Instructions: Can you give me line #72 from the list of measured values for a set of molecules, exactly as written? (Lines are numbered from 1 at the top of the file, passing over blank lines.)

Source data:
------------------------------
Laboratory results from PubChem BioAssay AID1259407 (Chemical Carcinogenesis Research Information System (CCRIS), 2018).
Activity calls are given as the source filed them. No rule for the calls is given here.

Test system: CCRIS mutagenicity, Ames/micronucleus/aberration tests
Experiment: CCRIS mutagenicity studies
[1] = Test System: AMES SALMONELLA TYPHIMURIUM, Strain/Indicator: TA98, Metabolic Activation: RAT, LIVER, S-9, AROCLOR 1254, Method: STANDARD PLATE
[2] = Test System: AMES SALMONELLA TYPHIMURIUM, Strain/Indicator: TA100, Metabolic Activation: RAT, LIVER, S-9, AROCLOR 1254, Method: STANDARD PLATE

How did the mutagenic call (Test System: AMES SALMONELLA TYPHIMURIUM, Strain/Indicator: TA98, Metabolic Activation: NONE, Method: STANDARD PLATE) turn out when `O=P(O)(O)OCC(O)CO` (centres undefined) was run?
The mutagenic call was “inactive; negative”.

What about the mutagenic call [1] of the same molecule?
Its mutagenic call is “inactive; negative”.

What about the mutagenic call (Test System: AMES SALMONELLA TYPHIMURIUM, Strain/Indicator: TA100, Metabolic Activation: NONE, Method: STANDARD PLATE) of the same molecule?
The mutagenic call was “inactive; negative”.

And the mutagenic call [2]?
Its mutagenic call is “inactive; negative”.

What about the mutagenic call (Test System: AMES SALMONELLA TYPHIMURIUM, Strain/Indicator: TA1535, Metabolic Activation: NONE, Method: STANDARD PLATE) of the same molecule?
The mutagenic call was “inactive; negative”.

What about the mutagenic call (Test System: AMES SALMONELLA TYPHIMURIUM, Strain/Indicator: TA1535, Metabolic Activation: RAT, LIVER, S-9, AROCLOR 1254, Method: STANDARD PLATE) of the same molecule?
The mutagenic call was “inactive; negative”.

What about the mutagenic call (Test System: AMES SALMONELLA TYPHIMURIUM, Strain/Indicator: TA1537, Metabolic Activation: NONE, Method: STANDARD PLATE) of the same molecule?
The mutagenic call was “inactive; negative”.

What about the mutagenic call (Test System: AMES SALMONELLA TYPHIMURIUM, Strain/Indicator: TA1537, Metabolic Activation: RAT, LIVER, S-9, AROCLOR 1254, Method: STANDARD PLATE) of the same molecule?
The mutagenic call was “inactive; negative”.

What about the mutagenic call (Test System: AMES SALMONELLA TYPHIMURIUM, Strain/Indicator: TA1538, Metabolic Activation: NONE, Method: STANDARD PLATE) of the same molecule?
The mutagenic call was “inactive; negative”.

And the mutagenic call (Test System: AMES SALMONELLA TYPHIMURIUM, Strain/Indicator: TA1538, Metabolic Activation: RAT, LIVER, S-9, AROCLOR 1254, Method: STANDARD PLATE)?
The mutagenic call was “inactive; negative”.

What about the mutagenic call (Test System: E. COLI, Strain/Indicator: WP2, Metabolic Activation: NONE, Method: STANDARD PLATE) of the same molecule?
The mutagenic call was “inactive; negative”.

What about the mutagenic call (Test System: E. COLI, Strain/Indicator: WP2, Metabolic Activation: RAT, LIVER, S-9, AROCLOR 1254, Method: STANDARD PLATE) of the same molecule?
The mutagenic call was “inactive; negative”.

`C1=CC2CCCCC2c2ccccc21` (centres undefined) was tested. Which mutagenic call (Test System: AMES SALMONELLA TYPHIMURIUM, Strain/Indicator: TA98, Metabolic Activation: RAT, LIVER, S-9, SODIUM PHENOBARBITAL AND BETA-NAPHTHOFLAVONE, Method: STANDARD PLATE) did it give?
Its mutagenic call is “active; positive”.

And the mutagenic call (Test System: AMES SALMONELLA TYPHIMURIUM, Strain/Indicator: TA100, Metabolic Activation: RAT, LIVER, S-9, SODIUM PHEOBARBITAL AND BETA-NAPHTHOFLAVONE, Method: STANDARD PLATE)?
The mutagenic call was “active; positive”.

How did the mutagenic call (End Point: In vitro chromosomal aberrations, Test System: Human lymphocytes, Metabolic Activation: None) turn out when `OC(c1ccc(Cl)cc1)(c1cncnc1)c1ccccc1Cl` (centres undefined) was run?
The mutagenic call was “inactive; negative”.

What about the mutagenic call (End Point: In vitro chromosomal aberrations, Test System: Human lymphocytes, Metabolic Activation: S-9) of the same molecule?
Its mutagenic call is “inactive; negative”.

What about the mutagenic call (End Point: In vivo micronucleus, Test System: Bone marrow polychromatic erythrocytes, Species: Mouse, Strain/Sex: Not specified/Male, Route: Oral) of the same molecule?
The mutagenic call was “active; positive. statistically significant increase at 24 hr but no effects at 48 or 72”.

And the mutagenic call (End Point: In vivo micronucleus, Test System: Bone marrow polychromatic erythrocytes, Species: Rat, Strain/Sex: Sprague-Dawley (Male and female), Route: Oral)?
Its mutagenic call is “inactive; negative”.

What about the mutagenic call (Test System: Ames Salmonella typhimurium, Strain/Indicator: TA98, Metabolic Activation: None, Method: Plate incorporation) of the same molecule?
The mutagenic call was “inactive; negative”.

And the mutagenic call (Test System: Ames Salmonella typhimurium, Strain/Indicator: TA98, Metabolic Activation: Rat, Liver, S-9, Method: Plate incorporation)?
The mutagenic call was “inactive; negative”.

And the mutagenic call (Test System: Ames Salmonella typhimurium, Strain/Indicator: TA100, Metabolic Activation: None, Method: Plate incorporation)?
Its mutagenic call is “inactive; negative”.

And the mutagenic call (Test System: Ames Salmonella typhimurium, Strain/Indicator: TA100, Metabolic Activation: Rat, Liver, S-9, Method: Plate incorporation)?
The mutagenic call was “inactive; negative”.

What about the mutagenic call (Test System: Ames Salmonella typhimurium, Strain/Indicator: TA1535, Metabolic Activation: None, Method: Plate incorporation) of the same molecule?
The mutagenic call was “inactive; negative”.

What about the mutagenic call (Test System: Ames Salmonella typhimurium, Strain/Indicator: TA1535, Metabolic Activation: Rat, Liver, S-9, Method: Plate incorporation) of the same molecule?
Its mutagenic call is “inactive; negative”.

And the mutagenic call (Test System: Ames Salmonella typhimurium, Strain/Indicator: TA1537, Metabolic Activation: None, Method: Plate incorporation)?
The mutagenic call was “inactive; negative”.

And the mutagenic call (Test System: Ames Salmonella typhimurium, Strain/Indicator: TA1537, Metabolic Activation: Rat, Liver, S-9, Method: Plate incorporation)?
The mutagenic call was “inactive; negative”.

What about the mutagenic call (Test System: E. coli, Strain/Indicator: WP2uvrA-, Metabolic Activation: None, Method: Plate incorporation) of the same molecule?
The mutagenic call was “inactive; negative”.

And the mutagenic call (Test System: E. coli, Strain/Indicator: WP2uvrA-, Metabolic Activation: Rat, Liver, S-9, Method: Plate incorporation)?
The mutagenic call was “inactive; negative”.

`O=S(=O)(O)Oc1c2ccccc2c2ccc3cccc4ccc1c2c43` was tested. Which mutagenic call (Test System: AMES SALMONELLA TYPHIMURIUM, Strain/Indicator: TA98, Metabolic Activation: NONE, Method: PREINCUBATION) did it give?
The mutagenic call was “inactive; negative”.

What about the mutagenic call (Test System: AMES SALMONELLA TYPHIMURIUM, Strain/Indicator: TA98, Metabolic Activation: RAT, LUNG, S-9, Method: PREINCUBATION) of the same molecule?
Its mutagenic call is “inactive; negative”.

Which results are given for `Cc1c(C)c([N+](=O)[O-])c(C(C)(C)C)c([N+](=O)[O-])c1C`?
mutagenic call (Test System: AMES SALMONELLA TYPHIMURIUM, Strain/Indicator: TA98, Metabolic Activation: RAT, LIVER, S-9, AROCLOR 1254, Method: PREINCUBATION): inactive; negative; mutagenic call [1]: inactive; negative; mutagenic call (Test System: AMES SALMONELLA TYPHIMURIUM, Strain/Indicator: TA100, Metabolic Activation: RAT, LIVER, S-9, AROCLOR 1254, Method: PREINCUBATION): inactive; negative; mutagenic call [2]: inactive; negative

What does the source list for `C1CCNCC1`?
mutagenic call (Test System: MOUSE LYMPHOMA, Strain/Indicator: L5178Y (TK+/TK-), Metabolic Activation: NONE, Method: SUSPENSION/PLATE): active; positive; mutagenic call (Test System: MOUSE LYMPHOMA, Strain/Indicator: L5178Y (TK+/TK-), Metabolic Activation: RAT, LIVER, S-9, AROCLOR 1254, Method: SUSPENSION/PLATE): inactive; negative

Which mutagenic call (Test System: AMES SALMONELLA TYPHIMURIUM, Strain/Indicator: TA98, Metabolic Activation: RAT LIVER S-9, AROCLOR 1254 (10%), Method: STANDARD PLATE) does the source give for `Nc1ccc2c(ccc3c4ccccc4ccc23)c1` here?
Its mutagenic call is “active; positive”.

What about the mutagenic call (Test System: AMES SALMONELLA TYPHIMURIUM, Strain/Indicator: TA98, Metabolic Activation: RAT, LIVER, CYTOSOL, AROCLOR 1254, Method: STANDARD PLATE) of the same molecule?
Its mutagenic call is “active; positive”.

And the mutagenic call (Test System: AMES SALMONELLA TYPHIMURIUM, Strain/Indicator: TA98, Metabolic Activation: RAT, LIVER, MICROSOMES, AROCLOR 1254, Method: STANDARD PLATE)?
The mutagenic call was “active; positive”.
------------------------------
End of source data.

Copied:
Its mutagenic call is “active; positive”.